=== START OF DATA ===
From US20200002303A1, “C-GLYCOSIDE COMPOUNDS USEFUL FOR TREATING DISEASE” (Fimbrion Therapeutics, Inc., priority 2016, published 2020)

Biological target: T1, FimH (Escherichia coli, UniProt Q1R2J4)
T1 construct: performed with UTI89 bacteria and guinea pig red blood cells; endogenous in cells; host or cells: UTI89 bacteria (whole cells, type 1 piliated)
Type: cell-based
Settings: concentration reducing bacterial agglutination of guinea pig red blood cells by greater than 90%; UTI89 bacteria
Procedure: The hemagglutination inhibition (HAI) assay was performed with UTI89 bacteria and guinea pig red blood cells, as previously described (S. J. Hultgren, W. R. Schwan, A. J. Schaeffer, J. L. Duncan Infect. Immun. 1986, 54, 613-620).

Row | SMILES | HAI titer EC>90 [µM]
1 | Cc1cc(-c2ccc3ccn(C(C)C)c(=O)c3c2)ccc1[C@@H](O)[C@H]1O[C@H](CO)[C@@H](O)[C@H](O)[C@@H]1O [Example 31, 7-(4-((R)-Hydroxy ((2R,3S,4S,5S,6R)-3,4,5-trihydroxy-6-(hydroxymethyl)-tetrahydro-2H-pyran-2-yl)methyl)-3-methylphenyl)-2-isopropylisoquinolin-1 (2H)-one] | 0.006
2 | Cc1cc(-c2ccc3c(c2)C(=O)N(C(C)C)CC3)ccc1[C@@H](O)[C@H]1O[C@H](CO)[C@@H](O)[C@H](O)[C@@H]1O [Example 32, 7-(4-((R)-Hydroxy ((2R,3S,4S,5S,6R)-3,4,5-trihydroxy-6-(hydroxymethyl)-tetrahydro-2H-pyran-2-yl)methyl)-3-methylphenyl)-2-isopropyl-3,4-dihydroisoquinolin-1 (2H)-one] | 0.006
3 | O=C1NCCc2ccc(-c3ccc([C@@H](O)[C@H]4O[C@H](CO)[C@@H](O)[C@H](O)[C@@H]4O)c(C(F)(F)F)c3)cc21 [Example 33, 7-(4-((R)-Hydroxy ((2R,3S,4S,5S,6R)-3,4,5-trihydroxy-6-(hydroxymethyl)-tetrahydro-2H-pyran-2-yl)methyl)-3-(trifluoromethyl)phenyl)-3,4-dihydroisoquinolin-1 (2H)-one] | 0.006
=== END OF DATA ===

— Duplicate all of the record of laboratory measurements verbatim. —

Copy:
From US20200002303A1, “C-GLYCOSIDE COMPOUNDS USEFUL FOR TREATING DISEASE” (Fimbrion Therapeutics, Inc., priority 2016, published 2020)

Biological target: T1, FimH (Escherichia coli, UniProt Q1R2J4)
T1 construct: performed with UTI89 bacteria and guinea pig red blood cells; endogenous in cells; host or cells: UTI89 bacteria (whole cells, type 1 piliated)
Type: cell-based
Settings: concentration reducing bacterial agglutination of guinea pig red blood cells by greater than 90%; UTI89 bacteria
Procedure: The hemagglutination inhibition (HAI) assay was performed with UTI89 bacteria and guinea pig red blood cells, as previously described (S. J. Hultgren, W. R. Schwan, A. J. Schaeffer, J. L. Duncan Infect. Immun. 1986, 54, 613-620).

Row | SMILES | HAI titer EC>90 [µM]
1 | Cc1cc(-c2ccc3ccn(C(C)C)c(=O)c3c2)ccc1[C@@H](O)[C@H]1O[C@H](CO)[C@@H](O)[C@H](O)[C@@H]1O [Example 31, 7-(4-((R)-Hydroxy ((2R,3S,4S,5S,6R)-3,4,5-trihydroxy-6-(hydroxymethyl)-tetrahydro-2H-pyran-2-yl)methyl)-3-methylphenyl)-2-isopropylisoquinolin-1 (2H)-one] | 0.006
2 | Cc1cc(-c2ccc3c(c2)C(=O)N(C(C)C)CC3)ccc1[C@@H](O)[C@H]1O[C@H](CO)[C@@H](O)[C@H](O)[C@@H]1O [Example 32, 7-(4-((R)-Hydroxy ((2R,3S,4S,5S,6R)-3,4,5-trihydroxy-6-(hydroxymethyl)-tetrahydro-2H-pyran-2-yl)methyl)-3-methylphenyl)-2-isopropyl-3,4-dihydroisoquinolin-1 (2H)-one] | 0.006
3 | O=C1NCCc2ccc(-c3ccc([C@@H](O)[C@H]4O[C@H](CO)[C@@H](O)[C@H](O)[C@@H]4O)c(C(F)(F)F)c3)cc21 [Example 33, 7-(4-((R)-Hydroxy ((2R,3S,4S,5S,6R)-3,4,5-trihydroxy-6-(hydroxymethyl)-tetrahydro-2H-pyran-2-yl)methyl)-3-(trifluoromethyl)phenyl)-3,4-dihydroisoquinolin-1 (2H)-one] | 0.006